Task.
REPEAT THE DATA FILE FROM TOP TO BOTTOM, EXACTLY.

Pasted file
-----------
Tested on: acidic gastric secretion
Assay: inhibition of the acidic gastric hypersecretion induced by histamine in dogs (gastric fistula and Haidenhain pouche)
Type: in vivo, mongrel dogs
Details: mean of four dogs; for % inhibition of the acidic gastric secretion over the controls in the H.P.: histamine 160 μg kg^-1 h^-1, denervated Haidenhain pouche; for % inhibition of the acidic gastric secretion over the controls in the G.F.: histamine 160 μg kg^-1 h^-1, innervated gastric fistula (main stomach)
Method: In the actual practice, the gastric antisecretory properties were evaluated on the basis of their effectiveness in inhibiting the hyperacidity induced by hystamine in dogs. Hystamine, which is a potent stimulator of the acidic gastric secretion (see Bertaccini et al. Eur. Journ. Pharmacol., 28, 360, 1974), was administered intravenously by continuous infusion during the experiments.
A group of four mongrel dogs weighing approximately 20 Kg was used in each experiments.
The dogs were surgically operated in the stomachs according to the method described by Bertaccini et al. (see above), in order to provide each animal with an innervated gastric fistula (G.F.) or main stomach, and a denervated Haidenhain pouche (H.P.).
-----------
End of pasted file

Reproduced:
Tested on: acidic gastric secretion
Assay: inhibition of the acidic gastric hypersecretion induced by histamine in dogs (gastric fistula and Haidenhain pouche)
Type: in vivo, mongrel dogs
Details: mean of four dogs; for % inhibition of the acidic gastric secretion over the controls in the H.P.: histamine 160 μg kg^-1 h^-1, denervated Haidenhain pouche; for % inhibition of the acidic gastric secretion over the controls in the G.F.: histamine 160 μg kg^-1 h^-1, innervated gastric fistula (main stomach)
Method: In the actual practice, the gastric antisecretory properties were evaluated on the basis of their effectiveness in inhibiting the hyperacidity induced by hystamine in dogs. Hystamine, which is a potent stimulator of the acidic gastric secretion (see Bertaccini et al. Eur. Journ. Pharmacol., 28, 360, 1974), was administered intravenously by continuous infusion during the experiments.
A group of four mongrel dogs weighing approximately 20 Kg was used in each experiments.
The dogs were surgically operated in the stomachs according to the method described by Bertaccini et al. (see above), in order to provide each animal with an innervated gastric fistula (G.F.) or main stomach, and a denervated Haidenhain pouche (H.P.).